Google Analytics Gets Non-Interaction Event TrackingBy: Chris Crum - October 27, 2011
Google announced the addition of non-interaction events to its set of event tracking metrics.
“”But wait!’ you ask, ‘How can an event-which measures user interaction-be non-interactive? And why would I want that anyway?,” says Patricia Boswell of the Google Analytics Team. “The answer is simple: sometimes you want to track passive events on your pages, like images from an automatic slide show. In this case, you want such events to be excluded from bounce rate calculations because they don’t track visitor interaction. Now, you can mark these events as non-interaction events, so that they don’t affect the bounce rate for the page.”
She uses an example of an image slide show that automatically serves up 5 images in rotating order on a site’s homepage. “You want to apply an event tracking call with each movement of the slider, so that you know which images are being seen most by visitors to your home page,” says Boswell. “However, there isn’t really any interaction required on the visitors’ behalf to engage with this slider. You know that in the past, event tracking for this slider would make the bounce rate for your home page drop dramatically. Better to exclude these events from bounce rate calculation, so that the bounce rate for your home page is calculated only from pageviews for the page and not events.”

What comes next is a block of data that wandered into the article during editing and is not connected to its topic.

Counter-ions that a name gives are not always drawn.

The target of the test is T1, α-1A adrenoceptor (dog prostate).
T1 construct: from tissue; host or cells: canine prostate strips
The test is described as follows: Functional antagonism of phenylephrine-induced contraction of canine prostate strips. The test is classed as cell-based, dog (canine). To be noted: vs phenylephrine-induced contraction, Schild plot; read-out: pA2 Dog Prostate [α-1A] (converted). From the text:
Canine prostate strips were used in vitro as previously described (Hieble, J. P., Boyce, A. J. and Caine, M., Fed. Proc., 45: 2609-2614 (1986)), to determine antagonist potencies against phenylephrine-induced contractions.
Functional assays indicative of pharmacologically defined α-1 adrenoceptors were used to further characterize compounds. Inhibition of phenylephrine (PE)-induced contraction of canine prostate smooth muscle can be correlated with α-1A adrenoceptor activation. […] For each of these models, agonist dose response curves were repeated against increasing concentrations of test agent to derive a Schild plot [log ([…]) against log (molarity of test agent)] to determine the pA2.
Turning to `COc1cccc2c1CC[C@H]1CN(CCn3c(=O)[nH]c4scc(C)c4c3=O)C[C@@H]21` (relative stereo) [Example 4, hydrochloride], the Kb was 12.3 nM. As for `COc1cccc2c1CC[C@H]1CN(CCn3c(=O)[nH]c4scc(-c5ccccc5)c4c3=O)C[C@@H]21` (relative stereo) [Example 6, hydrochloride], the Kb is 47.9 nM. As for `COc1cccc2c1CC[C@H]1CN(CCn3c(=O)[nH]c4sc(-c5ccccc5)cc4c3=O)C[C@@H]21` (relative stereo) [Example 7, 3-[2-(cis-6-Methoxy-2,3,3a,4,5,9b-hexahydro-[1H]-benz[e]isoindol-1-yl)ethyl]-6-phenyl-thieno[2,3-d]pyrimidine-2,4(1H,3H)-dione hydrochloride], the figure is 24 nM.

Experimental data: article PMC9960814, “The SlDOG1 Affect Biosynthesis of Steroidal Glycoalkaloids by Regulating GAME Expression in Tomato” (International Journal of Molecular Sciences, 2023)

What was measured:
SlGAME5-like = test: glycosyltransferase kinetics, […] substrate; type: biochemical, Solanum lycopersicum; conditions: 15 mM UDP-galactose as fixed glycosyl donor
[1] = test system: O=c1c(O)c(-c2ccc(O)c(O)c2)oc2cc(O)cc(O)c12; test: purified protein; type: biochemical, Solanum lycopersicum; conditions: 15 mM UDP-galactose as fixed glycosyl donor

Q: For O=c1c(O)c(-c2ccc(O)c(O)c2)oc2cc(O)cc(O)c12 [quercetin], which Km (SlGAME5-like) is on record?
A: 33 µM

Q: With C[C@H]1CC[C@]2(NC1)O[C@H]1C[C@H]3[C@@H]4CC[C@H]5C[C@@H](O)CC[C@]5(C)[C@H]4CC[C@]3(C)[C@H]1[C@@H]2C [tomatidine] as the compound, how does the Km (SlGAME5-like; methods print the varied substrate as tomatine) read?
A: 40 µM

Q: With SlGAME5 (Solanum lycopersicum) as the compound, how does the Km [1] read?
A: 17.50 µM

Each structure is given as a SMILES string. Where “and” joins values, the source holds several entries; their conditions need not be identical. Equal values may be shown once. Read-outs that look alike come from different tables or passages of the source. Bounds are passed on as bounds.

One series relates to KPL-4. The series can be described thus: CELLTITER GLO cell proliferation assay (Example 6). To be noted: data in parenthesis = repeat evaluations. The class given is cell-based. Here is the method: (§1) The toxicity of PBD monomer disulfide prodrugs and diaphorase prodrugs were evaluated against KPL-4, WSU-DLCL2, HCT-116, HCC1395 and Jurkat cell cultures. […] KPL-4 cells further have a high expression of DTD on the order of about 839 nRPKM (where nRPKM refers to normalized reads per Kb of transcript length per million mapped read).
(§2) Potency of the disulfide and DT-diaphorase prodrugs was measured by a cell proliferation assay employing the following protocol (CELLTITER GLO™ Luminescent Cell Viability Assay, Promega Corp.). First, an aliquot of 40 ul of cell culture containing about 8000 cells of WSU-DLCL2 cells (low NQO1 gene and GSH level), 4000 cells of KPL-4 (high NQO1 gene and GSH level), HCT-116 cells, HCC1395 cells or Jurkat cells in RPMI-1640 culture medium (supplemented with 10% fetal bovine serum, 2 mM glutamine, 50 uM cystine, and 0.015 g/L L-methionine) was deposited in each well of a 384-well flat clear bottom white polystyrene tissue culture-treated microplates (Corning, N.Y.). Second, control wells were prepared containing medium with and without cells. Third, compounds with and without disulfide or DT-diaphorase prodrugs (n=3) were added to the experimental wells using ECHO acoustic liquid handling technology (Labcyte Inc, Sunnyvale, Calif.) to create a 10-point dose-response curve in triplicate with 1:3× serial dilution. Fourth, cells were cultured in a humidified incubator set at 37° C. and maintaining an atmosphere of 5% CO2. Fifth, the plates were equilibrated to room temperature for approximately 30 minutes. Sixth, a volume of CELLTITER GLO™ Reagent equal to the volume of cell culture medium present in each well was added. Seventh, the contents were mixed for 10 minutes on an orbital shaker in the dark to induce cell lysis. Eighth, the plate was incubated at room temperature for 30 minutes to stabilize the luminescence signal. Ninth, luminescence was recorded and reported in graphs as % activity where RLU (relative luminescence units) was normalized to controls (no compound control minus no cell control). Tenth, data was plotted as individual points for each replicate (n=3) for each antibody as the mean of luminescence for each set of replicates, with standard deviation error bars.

She explains how to use the code in this blog post.
There’s been a lot going on with Google Analytics this month. For one, Google announced that it would make encrypted search the default for signed in users of Google.com, meanwhile blocking specific referral data. This hasn’t gone over incredibly well with the webmaster community. There’s even a petition aimed at getting Google to reconsider.
Google also started letting Analytics users get Webmaster Tools data in their GA accounts, an extension of a previously launched pilot program.
Finally, Google announced Flow Visualization in Google Analytics, which lets you analyze insights in a visual way, to help you better understand how visitors flow throughout the pages of your site.